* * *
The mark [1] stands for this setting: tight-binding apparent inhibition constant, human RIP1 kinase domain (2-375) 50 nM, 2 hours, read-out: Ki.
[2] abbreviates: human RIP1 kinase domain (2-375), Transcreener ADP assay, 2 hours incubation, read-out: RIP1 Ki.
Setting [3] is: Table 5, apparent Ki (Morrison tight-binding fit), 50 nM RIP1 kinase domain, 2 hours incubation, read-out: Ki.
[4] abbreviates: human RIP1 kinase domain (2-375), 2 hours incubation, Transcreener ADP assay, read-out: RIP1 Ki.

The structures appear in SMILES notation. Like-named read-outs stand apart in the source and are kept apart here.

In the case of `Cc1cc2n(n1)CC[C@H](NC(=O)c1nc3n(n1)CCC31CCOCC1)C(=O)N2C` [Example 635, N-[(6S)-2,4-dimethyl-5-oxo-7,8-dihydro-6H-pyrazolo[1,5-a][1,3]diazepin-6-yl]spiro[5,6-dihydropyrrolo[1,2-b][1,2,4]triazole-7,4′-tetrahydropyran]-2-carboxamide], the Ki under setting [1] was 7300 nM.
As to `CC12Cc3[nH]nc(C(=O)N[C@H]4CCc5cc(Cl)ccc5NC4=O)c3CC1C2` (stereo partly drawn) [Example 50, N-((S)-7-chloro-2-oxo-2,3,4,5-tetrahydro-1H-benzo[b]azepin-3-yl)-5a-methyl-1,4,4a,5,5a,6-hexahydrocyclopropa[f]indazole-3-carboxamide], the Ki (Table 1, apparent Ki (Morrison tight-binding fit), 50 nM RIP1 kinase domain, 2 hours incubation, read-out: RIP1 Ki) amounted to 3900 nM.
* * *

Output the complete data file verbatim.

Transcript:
The mark [1] stands for this setting: tight-binding apparent inhibition constant, human RIP1 kinase domain (2-375) 50 nM, 2 hours, read-out: Ki.
[2] abbreviates: human RIP1 kinase domain (2-375), Transcreener ADP assay, 2 hours incubation, read-out: RIP1 Ki.
Setting [3] is: Table 5, apparent Ki (Morrison tight-binding fit), 50 nM RIP1 kinase domain, 2 hours incubation, read-out: Ki.
[4] abbreviates: human RIP1 kinase domain (2-375), 2 hours incubation, Transcreener ADP assay, read-out: RIP1 Ki.

The structures appear in SMILES notation. Like-named read-outs stand apart in the source and are kept apart here.

In the case of `Cc1cc2n(n1)CC[C@H](NC(=O)c1nc3n(n1)CCC31CCOCC1)C(=O)N2C` [Example 635, N-[(6S)-2,4-dimethyl-5-oxo-7,8-dihydro-6H-pyrazolo[1,5-a][1,3]diazepin-6-yl]spiro[5,6-dihydropyrrolo[1,2-b][1,2,4]triazole-7,4′-tetrahydropyran]-2-carboxamide], the Ki under setting [1] was 7300 nM.
As to `CC12Cc3[nH]nc(C(=O)N[C@H]4CCc5cc(Cl)ccc5NC4=O)c3CC1C2` (stereo partly drawn) [Example 50, N-((S)-7-chloro-2-oxo-2,3,4,5-tetrahydro-1H-benzo[b]azepin-3-yl)-5a-methyl-1,4,4a,5,5a,6-hexahydrocyclopropa[f]indazole-3-carboxamide], the Ki (Table 1, apparent Ki (Morrison tight-binding fit), 50 nM RIP1 kinase domain, 2 hours incubation, read-out: RIP1 Ki) amounted to 3900 nM.